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2011 87m R
A documentary on a former Miss Wyoming who is charged with abducting and imprisoning a young Mormon Missionary.
Air Loom Enterprises
Cast of Tabloid
Jin Han Hong
It is quite simply one of the craziest stories ever told, made all the crazier by the fact that it's true. Or at least some version of it is true.
Errol Morris is a genius, a gifted documentarian who has made better movies than "Tabloid," but none so entertaining.
St. Louis Post-Dispatch
"Tabloid" is tantalizing, but like yesterday's headlines, it's a fleeting flirtation.
The movie is guilty of condescending toward its subjects, though most of them appear to be having a fabulous time telling tales.
Dallas Morning News
Tabloid, Errol Morris' latest wild and woolly portrait of human self-delusion, is a scandal-sheet dream come to life.
Sara Michelle Fetters
McKinney is of course the star, insisting that her version of events is the true one and that everyone else has some sort of axe to grind and doesn't know what they're talking about.
Morris has found a real character in McKinney, but to what end, I couldn't say.
Philadelphia City Paper
With its cutesy cut-out graphics and mock-emphatic headlines, Tabloid sends up the hysteria of supermarket-rag coverage, but that's also the fuel that keeps it running.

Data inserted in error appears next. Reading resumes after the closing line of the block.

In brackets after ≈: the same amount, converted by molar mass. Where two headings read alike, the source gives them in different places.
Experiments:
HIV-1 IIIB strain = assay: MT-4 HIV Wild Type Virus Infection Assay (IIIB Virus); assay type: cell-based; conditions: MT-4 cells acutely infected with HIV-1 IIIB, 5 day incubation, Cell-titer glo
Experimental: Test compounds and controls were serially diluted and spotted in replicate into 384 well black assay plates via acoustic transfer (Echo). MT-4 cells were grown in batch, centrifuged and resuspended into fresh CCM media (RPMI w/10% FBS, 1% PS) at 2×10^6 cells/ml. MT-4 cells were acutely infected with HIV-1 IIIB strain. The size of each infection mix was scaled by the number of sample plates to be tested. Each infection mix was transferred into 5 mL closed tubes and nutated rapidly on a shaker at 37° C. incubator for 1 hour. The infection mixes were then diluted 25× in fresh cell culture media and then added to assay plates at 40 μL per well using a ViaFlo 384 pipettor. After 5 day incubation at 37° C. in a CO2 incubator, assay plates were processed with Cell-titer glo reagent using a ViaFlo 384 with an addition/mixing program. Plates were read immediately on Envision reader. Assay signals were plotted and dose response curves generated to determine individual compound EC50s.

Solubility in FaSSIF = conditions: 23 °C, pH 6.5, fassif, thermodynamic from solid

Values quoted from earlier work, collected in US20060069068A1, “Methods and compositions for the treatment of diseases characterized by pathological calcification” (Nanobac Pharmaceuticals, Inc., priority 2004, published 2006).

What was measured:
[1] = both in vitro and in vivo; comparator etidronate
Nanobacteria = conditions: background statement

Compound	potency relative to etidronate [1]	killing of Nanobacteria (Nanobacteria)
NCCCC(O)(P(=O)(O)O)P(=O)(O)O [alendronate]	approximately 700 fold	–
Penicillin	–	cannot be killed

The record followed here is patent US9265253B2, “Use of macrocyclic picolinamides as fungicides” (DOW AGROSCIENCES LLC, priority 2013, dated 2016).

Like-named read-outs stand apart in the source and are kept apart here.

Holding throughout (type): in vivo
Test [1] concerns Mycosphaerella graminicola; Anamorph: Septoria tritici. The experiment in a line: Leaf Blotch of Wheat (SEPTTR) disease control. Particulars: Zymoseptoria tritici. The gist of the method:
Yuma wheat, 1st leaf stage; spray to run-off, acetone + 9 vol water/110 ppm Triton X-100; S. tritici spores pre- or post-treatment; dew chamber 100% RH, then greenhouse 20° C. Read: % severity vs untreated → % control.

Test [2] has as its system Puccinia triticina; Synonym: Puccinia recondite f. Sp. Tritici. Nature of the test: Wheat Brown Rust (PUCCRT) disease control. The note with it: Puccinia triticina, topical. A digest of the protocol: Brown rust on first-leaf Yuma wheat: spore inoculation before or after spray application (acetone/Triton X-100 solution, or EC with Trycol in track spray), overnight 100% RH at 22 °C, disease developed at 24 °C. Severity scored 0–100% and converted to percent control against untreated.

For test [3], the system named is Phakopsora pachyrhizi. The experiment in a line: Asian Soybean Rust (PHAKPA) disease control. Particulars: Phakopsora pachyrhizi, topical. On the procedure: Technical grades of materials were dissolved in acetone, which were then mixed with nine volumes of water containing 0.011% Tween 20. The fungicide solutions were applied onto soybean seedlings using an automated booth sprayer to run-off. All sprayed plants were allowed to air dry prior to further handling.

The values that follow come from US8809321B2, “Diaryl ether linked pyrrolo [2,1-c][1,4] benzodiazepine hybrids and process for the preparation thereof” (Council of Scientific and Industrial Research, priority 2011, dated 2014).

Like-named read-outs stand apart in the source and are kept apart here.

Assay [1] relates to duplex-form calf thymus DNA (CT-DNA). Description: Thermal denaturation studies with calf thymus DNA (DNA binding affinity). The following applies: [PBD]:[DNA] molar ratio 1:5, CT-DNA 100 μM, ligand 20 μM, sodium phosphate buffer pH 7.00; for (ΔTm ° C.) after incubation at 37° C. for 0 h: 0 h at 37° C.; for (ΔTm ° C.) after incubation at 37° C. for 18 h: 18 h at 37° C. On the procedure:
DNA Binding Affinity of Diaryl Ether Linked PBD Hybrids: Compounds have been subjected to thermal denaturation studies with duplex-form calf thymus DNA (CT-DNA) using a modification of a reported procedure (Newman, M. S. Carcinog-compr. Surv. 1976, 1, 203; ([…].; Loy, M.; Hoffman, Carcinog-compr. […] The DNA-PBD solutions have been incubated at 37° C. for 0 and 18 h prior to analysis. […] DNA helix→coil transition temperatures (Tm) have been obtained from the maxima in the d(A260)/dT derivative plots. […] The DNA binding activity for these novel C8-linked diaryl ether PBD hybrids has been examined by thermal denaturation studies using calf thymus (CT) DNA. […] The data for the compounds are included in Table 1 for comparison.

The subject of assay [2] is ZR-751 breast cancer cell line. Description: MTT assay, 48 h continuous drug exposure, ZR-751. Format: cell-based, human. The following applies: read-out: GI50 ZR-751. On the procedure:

A tale of obsession and abduction, self-delusion and sexual confusion, Errol Morris' Tabloid stands as an almost giddy affirmation of the old cliche: Truth is stranger than fiction.
Operates as both an examination of the dominating media mentality at the time and an embodiment of it, no less keen on delving into the juicy details now as tabloid rags were then.
Though the events Tabloid recounts took place in the pre-digital age, the film also functions as a kind of prehistory of modern celebrity culture and tabloid journalism.
Morris's subject is sexual fantasy and a particular kind of American stupidity-the ability to substitute self-justification for self-knowledge. His tone is merry.
J. R. Jones
Morris adds to the hilarity with his signature device of superimposing key words onscreen in giant type; the movie is a welcome reminder that he got his start immortalizing American oddballs.
Christian Science Monitor
Morris is clearly fascinated by her mega eccentricities and lets her go on at great length telling her side of the story.
Although he has tackled many serious subjects (and finally won an Oscar for The Fog of War, his gut-wrenching portrait of former Secretary of Defense Robert S. McNamara), filmmaker Errol Morris has always had a fondness for life's oddballs...
The viewer is left with no clear indication of what really happened, but with a vibrant portrait of a compelling character. That's what Morris is after.
Tabloid spins a heck of a yarn, while implicitly warning viewers not to be so entertained that they believe every gamy detail.
For fans of Morris's work, which often grapples with the nature of truth and memory, it's a must-see film.
New York Daily News
It's all compelling, in the way reading trashy gossip usually is. But without any new perspectives, what's the point?
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